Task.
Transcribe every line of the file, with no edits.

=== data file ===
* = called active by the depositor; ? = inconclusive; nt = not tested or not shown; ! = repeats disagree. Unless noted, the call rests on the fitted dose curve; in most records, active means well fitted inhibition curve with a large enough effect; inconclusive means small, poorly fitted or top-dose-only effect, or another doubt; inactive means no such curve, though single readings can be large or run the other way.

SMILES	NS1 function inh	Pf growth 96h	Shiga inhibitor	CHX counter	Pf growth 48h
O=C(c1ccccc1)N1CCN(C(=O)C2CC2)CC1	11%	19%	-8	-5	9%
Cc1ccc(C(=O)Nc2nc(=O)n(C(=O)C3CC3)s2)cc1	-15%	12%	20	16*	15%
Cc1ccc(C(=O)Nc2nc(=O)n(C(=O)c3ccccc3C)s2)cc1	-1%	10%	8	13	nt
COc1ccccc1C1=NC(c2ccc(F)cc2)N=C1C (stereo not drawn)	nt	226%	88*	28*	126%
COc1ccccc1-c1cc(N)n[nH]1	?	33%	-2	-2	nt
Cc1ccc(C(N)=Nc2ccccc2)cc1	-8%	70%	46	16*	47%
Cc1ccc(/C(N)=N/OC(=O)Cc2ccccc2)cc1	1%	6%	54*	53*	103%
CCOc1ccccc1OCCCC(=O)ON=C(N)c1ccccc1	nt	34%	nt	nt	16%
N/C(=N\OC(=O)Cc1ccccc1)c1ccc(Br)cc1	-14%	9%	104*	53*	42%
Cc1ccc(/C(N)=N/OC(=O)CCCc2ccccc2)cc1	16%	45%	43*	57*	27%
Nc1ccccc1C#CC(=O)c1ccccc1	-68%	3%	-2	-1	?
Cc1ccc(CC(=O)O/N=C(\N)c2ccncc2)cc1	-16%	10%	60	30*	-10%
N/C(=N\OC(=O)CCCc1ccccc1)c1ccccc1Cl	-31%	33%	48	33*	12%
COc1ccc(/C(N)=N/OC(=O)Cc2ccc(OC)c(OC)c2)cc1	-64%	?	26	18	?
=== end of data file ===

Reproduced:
* = called active by the depositor; ? = inconclusive; nt = not tested or not shown; ! = repeats disagree. Unless noted, the call rests on the fitted dose curve; in most records, active means well fitted inhibition curve with a large enough effect; inconclusive means small, poorly fitted or top-dose-only effect, or another doubt; inactive means no such curve, though single readings can be large or run the other way.

SMILES	NS1 function inh	Pf growth 96h	Shiga inhibitor	CHX counter	Pf growth 48h
O=C(c1ccccc1)N1CCN(C(=O)C2CC2)CC1	11%	19%	-8	-5	9%
Cc1ccc(C(=O)Nc2nc(=O)n(C(=O)C3CC3)s2)cc1	-15%	12%	20	16*	15%
Cc1ccc(C(=O)Nc2nc(=O)n(C(=O)c3ccccc3C)s2)cc1	-1%	10%	8	13	nt
COc1ccccc1C1=NC(c2ccc(F)cc2)N=C1C (stereo not drawn)	nt	226%	88*	28*	126%
COc1ccccc1-c1cc(N)n[nH]1	?	33%	-2	-2	nt
Cc1ccc(C(N)=Nc2ccccc2)cc1	-8%	70%	46	16*	47%
Cc1ccc(/C(N)=N/OC(=O)Cc2ccccc2)cc1	1%	6%	54*	53*	103%
CCOc1ccccc1OCCCC(=O)ON=C(N)c1ccccc1	nt	34%	nt	nt	16%
N/C(=N\OC(=O)Cc1ccccc1)c1ccc(Br)cc1	-14%	9%	104*	53*	42%
Cc1ccc(/C(N)=N/OC(=O)CCCc2ccccc2)cc1	16%	45%	43*	57*	27%
Nc1ccccc1C#CC(=O)c1ccccc1	-68%	3%	-2	-1	?
Cc1ccc(CC(=O)O/N=C(\N)c2ccncc2)cc1	-16%	10%	60	30*	-10%
N/C(=N\OC(=O)CCCc1ccccc1)c1ccccc1Cl	-31%	33%	48	33*	12%
COc1ccc(/C(N)=N/OC(=O)Cc2ccc(OC)c(OC)c2)cc1	-64%	?	26	18	?